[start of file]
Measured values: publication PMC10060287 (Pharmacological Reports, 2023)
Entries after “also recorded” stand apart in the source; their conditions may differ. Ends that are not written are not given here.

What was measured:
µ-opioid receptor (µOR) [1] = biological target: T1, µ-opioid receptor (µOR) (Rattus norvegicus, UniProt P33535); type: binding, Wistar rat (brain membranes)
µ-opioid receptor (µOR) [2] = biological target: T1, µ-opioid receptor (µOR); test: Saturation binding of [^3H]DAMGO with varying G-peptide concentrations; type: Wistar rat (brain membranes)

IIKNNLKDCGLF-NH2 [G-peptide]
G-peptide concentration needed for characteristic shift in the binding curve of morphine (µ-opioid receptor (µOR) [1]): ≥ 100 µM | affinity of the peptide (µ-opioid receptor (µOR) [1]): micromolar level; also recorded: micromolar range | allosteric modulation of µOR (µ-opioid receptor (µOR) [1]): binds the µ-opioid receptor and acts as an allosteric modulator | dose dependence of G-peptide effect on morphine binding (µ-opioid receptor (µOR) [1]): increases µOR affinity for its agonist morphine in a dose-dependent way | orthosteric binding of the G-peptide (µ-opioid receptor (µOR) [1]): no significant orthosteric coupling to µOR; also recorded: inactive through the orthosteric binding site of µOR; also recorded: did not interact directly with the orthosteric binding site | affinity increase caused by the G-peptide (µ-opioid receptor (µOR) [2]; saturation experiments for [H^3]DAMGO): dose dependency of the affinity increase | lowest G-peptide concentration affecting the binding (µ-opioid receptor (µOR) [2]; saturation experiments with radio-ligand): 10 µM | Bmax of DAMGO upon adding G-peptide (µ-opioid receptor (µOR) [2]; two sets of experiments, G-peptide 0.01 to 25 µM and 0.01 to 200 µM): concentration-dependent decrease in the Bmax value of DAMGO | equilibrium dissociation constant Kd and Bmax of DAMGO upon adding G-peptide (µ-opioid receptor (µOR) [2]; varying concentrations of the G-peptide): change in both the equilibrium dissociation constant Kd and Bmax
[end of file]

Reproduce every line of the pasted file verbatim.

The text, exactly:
Measured values: publication PMC10060287 (Pharmacological Reports, 2023)
Entries after “also recorded” stand apart in the source; their conditions may differ. Ends that are not written are not given here.

What was measured:
µ-opioid receptor (µOR) [1] = biological target: T1, µ-opioid receptor (µOR) (Rattus norvegicus, UniProt P33535); type: binding, Wistar rat (brain membranes)
µ-opioid receptor (µOR) [2] = biological target: T1, µ-opioid receptor (µOR); test: Saturation binding of [^3H]DAMGO with varying G-peptide concentrations; type: Wistar rat (brain membranes)

IIKNNLKDCGLF-NH2 [G-peptide]
G-peptide concentration needed for characteristic shift in the binding curve of morphine (µ-opioid receptor (µOR) [1]): ≥ 100 µM | affinity of the peptide (µ-opioid receptor (µOR) [1]): micromolar level; also recorded: micromolar range | allosteric modulation of µOR (µ-opioid receptor (µOR) [1]): binds the µ-opioid receptor and acts as an allosteric modulator | dose dependence of G-peptide effect on morphine binding (µ-opioid receptor (µOR) [1]): increases µOR affinity for its agonist morphine in a dose-dependent way | orthosteric binding of the G-peptide (µ-opioid receptor (µOR) [1]): no significant orthosteric coupling to µOR; also recorded: inactive through the orthosteric binding site of µOR; also recorded: did not interact directly with the orthosteric binding site | affinity increase caused by the G-peptide (µ-opioid receptor (µOR) [2]; saturation experiments for [H^3]DAMGO): dose dependency of the affinity increase | lowest G-peptide concentration affecting the binding (µ-opioid receptor (µOR) [2]; saturation experiments with radio-ligand): 10 µM | Bmax of DAMGO upon adding G-peptide (µ-opioid receptor (µOR) [2]; two sets of experiments, G-peptide 0.01 to 25 µM and 0.01 to 200 µM): concentration-dependent decrease in the Bmax value of DAMGO | equilibrium dissociation constant Kd and Bmax of DAMGO upon adding G-peptide (µ-opioid receptor (µOR) [2]; varying concentrations of the G-peptide): change in both the equilibrium dissociation constant Kd and Bmax